Catholic Transcript Magazine of the Roman Catholic Archdiocese of Hartford Connecticut

Monday, June 25, 2018

Write011Lydia Flynn, third-grade teacher; Debbie Jeong, eighth-grade writing contest state winner; Sister Joan Marie Crapps, of the Sisters of Charity of Our Lady Mother of the Church, second-grade teacher. Mrs. Flynn taught Miss Jeong to write cursive when she was in the third grade. Sister Joan Marie coordinated the school's participation in the writing contest. (Photo by Lenora Sumsky) MANCHESTER – Assumption School eighth grader Debbie Jeong has been named State Grade Level Winner in the 22nd Annual Zaner-Bloser National Handwriting Contest.

She is eligible to compete for a National Grade Level Winner title to be awarded later this month.

Over 285,000 students entered this year’s contest, which is sponsored by Zaner-Bloser, a member of the Highlights family of companies, which publishes research- based handwriting, reading, spelling and vocabulary programs.

Sister Joan Marie Crapps, of the Sisters of Charity of Our Lady Mother of the Church, who teaches at Assumption, presented Miss Jeong with an engraved State Winner Medallion during a short ceremony. Miss Jeong told her more than 150 fellow students that handwriting is important and that it helps students to grow academically.

Students at Assumption School learn manuscript and cursive by the third grade and receive, on average, 15 minutes of daily handwriting instruction, the amount recommended by experts.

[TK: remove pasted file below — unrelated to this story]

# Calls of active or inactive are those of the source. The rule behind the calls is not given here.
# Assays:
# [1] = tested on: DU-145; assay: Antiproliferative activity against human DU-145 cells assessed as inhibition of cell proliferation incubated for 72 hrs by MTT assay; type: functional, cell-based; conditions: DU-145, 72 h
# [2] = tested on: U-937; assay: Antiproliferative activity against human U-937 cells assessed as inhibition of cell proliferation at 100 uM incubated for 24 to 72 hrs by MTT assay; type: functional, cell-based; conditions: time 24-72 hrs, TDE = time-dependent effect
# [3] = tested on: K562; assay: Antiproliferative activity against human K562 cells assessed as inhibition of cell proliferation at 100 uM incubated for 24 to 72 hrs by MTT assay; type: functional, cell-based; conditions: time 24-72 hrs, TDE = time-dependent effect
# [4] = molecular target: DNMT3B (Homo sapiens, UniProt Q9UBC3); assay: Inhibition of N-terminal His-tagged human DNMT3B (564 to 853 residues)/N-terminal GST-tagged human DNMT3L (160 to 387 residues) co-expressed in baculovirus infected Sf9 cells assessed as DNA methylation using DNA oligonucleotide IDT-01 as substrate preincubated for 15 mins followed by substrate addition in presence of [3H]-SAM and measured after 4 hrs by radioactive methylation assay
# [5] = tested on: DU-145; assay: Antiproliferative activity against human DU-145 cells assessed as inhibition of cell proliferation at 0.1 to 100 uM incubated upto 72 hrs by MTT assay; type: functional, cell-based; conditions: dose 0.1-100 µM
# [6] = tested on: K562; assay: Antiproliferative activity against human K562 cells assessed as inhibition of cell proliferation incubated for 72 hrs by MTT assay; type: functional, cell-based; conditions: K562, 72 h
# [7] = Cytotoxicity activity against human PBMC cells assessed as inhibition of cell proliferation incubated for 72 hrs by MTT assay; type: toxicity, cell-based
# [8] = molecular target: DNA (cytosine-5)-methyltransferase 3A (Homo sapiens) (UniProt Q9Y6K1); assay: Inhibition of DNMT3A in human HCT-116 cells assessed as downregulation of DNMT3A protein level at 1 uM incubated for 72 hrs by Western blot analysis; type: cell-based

Sister Joan Marie, who coordinated the school’s participation in the contest, said that there is significant research showing that handwriting instruction enhances both cognitive and motor skills development and activates regions of the brain associated with thinking, short term memory and language. 

"Legible handwriting is an essential skill even in the digital age," said Sister Joan Marie. "It is a basic skill that influences students’ reading, writing, language use, and critical thinking. Many standardized tests, such as the SAT, still require handwriting and studies show that answers written neatly and legibly are scored more favorably."

The proliferation of personal computers, smart phones and tablets has led many educators and policymakers to question the usefulness of spending class time to teach handwriting to students who will live and work in a digital age, according to a report published recently by the National Association of State Boards of Education. But the report went on to say that emerging research points to the educational value of handwriting in ways that go well beyond being able to read cursive and take notes without the benefit of a handheld device.

Despite the debate, students and faculty are committed to participating in the contest again next year.

In addition to the medal awarded to Miss Jeong, language arts teacher Pamela Langelie received an engraved glass diamond award and the school received a gift certificate for Zaner-Bloser instructional products